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Austin-Area 'Dreamers' Express Fear And Hope In Wake Of DACA Decision

Karen Reyes, was brought to the U.S. as a child and is covered under DACA.
Martin do Nascimento
Teacher Karen Reyes, who was brought to the U.S. illegally when she was 2, is protected by the DACA program.

Demonstrators gathered outside Texas Attorney General Ken Paxton's office Tuesday to protest the White House decision to get rid of DACA, the Deferred Action for Childhood Arrivals program. 

Paxton forced the administration to make a decision when he wrote a letter to President Trump in June, asking him to overturn the policy or face a lawsuit from Texas and nine other states. 

"I grew up with your kids," Karen Reyes, one of the 120,000 people in Texas covered under DACA, told the crowd. "I was in Girl Scouts, I was in the marching band. I did everything a typical American kid did. Now I am teaching your students – your children – to be great Americans.”

Reyes, a special education teacher in Austin, crossed the U.S. border from Mexico illegally when she was 2. She doesn't remember coming to the U.S. and considers herself to be just as American as someone born here.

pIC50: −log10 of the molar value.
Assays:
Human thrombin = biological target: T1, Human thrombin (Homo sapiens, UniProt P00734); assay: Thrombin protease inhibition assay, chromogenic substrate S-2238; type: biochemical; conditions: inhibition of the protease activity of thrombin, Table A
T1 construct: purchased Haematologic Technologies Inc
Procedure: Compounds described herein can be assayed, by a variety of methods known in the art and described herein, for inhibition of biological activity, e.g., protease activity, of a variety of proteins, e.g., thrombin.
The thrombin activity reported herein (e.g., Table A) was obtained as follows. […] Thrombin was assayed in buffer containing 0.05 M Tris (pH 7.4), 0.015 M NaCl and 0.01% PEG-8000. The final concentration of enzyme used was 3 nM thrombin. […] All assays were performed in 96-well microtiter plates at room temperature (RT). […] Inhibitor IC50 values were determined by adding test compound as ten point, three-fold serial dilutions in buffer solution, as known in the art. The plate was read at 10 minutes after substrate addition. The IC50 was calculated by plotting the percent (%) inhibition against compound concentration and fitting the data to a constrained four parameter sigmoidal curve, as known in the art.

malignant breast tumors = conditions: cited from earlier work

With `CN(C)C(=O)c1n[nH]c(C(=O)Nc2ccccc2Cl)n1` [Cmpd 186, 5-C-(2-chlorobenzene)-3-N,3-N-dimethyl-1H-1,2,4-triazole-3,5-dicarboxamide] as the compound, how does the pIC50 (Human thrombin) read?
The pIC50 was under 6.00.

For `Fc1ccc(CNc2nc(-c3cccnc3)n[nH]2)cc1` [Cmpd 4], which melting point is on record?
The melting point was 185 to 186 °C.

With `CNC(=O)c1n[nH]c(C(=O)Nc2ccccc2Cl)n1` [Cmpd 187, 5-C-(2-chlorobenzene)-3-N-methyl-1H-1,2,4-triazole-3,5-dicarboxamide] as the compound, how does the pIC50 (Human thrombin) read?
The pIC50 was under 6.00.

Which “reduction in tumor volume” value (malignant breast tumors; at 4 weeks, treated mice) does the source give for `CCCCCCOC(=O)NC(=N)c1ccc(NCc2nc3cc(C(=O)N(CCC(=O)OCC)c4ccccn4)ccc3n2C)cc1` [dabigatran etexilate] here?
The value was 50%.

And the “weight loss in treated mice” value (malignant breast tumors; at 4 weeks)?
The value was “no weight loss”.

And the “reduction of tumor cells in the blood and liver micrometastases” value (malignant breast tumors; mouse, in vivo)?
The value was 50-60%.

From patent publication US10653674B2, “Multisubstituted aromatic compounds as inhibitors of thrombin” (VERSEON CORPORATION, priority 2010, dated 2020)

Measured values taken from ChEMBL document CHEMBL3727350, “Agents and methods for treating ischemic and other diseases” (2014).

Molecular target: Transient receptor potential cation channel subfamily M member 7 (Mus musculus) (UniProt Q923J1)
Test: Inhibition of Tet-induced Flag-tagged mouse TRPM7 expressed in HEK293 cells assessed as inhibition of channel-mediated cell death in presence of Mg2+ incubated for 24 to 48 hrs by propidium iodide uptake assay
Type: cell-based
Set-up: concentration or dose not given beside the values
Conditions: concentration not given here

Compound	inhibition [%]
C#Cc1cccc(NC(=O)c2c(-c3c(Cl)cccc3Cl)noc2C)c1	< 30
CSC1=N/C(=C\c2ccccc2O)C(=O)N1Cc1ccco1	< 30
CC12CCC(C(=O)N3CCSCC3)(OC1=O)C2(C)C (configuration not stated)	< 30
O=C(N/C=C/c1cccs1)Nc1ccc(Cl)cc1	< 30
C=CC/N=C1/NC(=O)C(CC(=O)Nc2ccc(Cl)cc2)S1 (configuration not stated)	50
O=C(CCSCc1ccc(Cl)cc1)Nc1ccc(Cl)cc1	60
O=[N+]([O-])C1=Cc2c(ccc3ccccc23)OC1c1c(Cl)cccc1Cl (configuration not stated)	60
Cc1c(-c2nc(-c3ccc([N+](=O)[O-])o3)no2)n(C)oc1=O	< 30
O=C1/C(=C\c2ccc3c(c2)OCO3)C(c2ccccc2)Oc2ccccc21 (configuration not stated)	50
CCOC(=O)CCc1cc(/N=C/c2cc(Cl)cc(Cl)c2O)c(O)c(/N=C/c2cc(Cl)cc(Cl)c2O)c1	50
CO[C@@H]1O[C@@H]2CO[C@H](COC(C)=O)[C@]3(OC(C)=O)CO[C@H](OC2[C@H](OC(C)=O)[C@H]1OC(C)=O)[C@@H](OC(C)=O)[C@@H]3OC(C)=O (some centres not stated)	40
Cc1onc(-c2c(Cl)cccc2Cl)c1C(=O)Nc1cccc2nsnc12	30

Despite her master’s degree and years of experience, Reyes said, the only reason she can have her job is because she has a DACA work permit. If Congress lets the program end without a replacement, Reyes will lose her ability to work here and could be deported.

"It is emotional because I’m a teacher; this is what I do,” she said. “I love my kids, I love my job, it’s all I want to do, but potentially this could be my last school year.”

It’s a reality faced by the 800,000 people covered by DACA, which will be phased out in March unless Congress acts.

Credit Martin do Nascimento / KUT
The DACA program, which protects from deportation children brought to the U.S. illegally, will end in March unless Congress acts to save it.

“It’s definitely scary just because you’re not sure what will happen, what career perspectives there are for you,” Jose Garibay, another DACA recipient, said at the rally. “I definitely think it’s scary looking at it that way.”

The St. Edward’s student hopes to earn a master’s degree in education policy. But if Garibay can’t get a work permit, he can’t have that career in the U.S.

He said he’s hopeful Congress won't let the program die and that legislators will use this opportunity to advance immigration reform.

Reyes said DACA recipients like her will depend on others to help them appeal to lawmakers.

“I am filled with hope because we do have amazing allies all over the country,” she said. “I don’t think Trump or Jeff Sessions realize what they have awoken.”

Claire McInerny is a former education reporter for KUT.
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